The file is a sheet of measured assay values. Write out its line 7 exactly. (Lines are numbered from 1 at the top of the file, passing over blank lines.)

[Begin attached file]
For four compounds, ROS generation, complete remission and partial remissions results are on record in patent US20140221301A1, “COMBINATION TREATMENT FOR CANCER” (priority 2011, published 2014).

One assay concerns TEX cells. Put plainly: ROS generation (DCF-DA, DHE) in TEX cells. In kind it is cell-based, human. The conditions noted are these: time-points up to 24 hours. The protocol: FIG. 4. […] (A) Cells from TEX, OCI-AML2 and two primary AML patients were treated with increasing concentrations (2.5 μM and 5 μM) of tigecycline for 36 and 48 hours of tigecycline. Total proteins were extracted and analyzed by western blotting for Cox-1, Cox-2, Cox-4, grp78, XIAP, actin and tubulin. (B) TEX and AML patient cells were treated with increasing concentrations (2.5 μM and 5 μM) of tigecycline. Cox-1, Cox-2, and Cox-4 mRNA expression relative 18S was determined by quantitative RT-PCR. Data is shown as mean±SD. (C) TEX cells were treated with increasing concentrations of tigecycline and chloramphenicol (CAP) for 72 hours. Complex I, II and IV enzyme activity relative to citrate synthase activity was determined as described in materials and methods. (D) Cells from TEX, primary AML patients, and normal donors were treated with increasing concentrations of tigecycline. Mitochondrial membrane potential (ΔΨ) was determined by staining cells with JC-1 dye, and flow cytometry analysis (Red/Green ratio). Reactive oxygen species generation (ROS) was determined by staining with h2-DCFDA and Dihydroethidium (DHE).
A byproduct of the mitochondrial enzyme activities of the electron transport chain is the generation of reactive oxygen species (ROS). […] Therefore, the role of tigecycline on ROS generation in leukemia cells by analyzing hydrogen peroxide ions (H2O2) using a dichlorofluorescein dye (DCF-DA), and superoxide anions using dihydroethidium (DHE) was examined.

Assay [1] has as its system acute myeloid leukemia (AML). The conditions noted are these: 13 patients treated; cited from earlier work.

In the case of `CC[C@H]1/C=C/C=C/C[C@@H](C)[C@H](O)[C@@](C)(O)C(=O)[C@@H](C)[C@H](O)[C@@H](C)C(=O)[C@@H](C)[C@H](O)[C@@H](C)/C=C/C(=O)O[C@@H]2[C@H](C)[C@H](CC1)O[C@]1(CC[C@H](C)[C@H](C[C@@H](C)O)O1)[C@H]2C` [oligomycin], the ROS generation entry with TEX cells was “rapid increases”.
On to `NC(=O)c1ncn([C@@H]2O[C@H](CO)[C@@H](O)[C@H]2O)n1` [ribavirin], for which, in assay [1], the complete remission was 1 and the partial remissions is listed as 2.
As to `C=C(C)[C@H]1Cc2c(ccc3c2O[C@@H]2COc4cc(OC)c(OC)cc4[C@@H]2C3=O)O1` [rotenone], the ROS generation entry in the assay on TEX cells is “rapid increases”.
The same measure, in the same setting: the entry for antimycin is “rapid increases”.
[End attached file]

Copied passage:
As to `C=C(C)[C@H]1Cc2c(ccc3c2O[C@@H]2COc4cc(OC)c(OC)cc4[C@@H]2C3=O)O1` [rotenone], the ROS generation entry in the assay on TEX cells is “rapid increases”.